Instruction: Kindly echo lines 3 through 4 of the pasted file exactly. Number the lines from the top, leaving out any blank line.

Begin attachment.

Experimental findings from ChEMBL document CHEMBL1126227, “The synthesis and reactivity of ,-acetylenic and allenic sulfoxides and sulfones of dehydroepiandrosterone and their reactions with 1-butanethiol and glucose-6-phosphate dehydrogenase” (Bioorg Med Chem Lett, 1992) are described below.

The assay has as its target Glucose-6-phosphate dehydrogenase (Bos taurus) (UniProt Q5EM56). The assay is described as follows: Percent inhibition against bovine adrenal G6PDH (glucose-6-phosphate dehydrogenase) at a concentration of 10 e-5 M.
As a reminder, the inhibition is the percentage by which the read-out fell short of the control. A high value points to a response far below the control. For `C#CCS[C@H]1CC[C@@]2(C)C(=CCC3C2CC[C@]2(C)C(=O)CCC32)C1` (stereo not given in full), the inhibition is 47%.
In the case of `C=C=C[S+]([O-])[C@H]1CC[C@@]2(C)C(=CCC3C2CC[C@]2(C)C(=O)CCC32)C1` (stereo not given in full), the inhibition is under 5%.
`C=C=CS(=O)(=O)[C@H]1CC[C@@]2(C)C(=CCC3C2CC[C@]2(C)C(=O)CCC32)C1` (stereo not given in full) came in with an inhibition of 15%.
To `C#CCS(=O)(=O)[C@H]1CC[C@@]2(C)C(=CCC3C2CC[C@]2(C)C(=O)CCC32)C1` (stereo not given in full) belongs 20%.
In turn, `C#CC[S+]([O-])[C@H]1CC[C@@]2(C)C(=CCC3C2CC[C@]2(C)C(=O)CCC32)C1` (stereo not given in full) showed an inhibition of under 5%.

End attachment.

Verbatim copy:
As a reminder, the inhibition is the percentage by which the read-out fell short of the control. A high value points to a response far below the control. For `C#CCS[C@H]1CC[C@@]2(C)C(=CCC3C2CC[C@]2(C)C(=O)CCC32)C1` (stereo not given in full), the inhibition is 47%.
In the case of `C=C=C[S+]([O-])[C@H]1CC[C@@]2(C)C(=CCC3C2CC[C@]2(C)C(=O)CCC32)C1` (stereo not given in full), the inhibition is under 5%.